crowd the polling places to give their thanks.
If Wheeler hopes to stay on, he had better stage
a little kick-off of his own. He doesn't have preferential
voting to fall back on this time.
* ~* *

The ULP hearing was originally scheduled for Feb.
2, but just at it was to begin, GEO made a new offer,
and both sides ag'eed to an adjournment to' "study
the matter".
The proposal was essentially the same as the one
proposed by the University on Nov. 18, but GEO con-
tended that its wording was less incriminating.
The administration pulled a surprise, and rejected the
offer, saying, "We've spent all this time and money
in preparation to challenge their status as employes,
and now we're going to go through with it."
The MERC judge who presided over Wednesday's
hearing won't hand down a decision for three to five
months. After that, the matter can be appealed as far
as the Michigan Supreme Court, and that could drag
the case out for several years. Both sides have in-
dicated a strong interest in appeals.
*' * *

1 -ti 440a4

V5O M6u

bust it or bust

Amin antics

""-N \1 \
W~V/LtAAh w4f dU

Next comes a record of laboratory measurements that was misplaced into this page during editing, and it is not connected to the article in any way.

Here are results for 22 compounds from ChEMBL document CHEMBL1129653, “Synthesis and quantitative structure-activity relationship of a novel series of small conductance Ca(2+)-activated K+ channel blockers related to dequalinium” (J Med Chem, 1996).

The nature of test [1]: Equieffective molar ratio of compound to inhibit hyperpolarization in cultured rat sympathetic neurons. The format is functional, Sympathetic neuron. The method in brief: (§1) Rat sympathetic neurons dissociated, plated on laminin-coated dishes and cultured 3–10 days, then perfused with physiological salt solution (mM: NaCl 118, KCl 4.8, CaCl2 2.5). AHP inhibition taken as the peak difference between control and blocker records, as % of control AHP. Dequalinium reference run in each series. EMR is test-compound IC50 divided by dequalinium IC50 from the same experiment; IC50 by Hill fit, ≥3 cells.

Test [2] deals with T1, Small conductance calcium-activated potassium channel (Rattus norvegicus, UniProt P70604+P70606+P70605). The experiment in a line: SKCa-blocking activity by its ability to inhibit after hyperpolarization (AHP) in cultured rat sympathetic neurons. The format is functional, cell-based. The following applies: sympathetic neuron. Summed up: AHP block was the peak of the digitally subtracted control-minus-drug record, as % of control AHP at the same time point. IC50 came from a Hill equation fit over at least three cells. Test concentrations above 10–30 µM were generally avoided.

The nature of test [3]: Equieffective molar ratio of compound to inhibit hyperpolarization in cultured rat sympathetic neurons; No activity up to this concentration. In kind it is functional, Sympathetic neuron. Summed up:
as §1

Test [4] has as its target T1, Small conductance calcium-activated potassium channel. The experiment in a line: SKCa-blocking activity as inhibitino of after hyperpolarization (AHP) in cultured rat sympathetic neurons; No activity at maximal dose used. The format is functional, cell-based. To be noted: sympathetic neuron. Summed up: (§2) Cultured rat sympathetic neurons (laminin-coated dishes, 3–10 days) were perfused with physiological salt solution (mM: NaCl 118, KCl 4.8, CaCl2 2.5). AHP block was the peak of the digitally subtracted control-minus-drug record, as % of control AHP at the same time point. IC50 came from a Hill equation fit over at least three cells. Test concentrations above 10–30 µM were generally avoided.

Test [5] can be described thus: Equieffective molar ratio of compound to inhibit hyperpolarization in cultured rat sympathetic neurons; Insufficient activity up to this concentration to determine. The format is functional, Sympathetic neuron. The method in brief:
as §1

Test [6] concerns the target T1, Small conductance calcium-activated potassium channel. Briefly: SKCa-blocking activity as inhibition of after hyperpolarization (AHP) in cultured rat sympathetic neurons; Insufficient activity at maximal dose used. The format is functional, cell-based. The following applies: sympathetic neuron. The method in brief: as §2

944i 2 At"

THE GRADUATE EMPLOYE'S Organization (GEO)
and the University were at it again this week,
this time at a hearing before the Michigan Employ-
ment Relations Commission (MERC) on Wednesday.
While the union charged the University with com-
mitting an unfair labor practice"(ULP), the admin-
istration challenged the union's right to make that
charge by asserting that graduate student assistants
aren't employes.I
The whole legal mess began on Nov. 18, when it
appeared that the contract was settled. In fact, the
parties were in agreement on every item but one -
the clause determing who is covered by the contract.
GEO had (and still has) two grievances pending
on this clause from 1975. The University refused to
sign a contract containing wording that was already
being challenged, and gave union bargainers an ulti-
matum - drop the two grievances and sign a memo
agreeing not to refile them at some future date.
GEO said the memo also implied that the union had
filed the- grievances "knowingly in bad faith," and re-
fused to sign. Union leaders claimed that the clause was
a non-mandatory bargaining issue, and that the con-
tract should be signed while the two sides haggled over
the disputed clause. The University refused, and GEO
filed the ULP.

The hulking Ugandan dictator. struck a finny
bone in all of us when he claimed that many Scots
considered him their king. And not many reacted with
more than a chuckle when Amin nominated himself
for the position of U.S. King. But there is no comic re-
lief to be found in his latest official pronouncement. He
has ordered all Americans residing in Uganda to meet
with him tomorrow and has forbidden any of them to
flea the country before then. Amin has charged that
5000 U.S. Marines are massed off Africa. Furthermore,